by Howard Campbell
[SOUTH FLORIDA] – Jovial and rugged, Jacob Miller epitomized the Jamaican ‘rootsman’ of the 1970’s. The charismatic singer was one of reggae’s hottest names when he was killed in a motor accident in Kingston, Jamaica on March 23, 1980.
Miller was only 27 when he died. At the time, his career was on a high, having just returned from Brazil with Bob Marley. They both helped promote the opening of Island Records’ office.
He and the Inner Circle band were in the process of completing their second album for the label.
“Jakes was one of a kind. A spirit like that only pass through now and again,” said Inner Circle keyboardist Bernard “Touter” Harvey.
Forty-one years later, Miller’s legacy continues to thrive. Last November, Inner Circle released a special vinyl edition of Natty Christmas, the groundbreaking Yuletide album they did with him at Channel One studio in 1978.
Also last year, music producer Lindel Thompson’s LTK20 Records released All Night Till Daylight Special, a compilation album based on Miller’s 1976 Festival Song of the same name. Pressure Buss Pipe, Hezron, Kashief Lindo, Bitty McLean and Glen Washington are some of the artists with songs on the uptempo rhythm.
Miller was born in Manchester, a rural parish in central Jamaica that has produced greats like jazz guitarist Ernie Ranglin. In addition to bandleader Byron Lee and dancehall/reggae acts including Garnet Silk and Tony Rebel.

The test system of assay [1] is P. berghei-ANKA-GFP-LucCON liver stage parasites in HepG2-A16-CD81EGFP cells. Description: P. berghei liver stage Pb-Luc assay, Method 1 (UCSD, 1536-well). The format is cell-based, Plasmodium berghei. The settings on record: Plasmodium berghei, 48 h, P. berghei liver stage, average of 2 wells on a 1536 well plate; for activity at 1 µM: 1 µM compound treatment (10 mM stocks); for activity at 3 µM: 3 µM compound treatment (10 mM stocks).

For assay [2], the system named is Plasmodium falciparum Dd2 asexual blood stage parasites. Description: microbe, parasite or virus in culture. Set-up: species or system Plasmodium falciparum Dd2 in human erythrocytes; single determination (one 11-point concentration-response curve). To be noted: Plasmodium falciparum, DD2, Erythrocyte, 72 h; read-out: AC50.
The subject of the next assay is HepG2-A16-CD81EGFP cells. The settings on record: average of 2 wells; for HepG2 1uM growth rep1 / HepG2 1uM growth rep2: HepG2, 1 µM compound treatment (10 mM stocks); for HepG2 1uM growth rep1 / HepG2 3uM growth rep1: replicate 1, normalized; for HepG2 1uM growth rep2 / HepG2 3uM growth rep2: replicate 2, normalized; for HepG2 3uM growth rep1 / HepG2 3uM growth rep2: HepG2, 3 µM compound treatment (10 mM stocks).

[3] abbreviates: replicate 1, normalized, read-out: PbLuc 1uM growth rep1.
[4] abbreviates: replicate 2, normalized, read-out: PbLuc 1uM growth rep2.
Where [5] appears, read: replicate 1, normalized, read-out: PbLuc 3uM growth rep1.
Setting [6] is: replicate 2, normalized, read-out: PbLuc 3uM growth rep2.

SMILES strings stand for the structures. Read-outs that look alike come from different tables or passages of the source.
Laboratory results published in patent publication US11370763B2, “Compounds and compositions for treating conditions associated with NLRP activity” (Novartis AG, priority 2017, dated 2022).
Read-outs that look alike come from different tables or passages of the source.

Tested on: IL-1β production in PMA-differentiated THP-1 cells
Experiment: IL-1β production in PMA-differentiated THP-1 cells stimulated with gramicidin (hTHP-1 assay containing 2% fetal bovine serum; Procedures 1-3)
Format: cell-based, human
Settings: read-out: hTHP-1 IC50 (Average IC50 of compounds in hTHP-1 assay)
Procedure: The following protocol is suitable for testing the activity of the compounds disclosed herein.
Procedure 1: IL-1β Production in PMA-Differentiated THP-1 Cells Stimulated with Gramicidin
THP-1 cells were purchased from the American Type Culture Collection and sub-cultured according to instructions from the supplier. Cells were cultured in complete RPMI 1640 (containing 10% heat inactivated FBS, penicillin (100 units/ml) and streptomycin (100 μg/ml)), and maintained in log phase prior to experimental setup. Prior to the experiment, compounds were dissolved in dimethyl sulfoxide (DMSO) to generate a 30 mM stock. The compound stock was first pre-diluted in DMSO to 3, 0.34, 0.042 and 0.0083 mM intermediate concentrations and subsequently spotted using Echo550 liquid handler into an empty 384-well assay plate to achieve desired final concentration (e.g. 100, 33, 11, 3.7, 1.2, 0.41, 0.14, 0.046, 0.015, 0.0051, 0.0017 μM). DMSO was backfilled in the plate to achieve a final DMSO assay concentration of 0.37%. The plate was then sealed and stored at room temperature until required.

His formative years were spent in Kingston at Rousseau Road. A rugged area on the periphery of ‘Concrete Jungle’ where Marley and other famous reggae artists developed their roots sound.
Miller’s first song was Love Is A Message for producer Clement “Coxson” Dodd in 1969. He would reprise that song as Keep on Knocking for Augustus Pablo and Inner Circle during the 1970’s.
With Inner Circle, he cut a series of classic songs. Including Tenement Yard, Tired fi Lick Weed in A Bush, Suzy Wong, Forward Ever, Backward Never and Standing Firm.
Fittingly, Miller and Inner Circle were awarded the Order of Distinction by the Jamaica’s government for their contribution to the country’s music in 2019.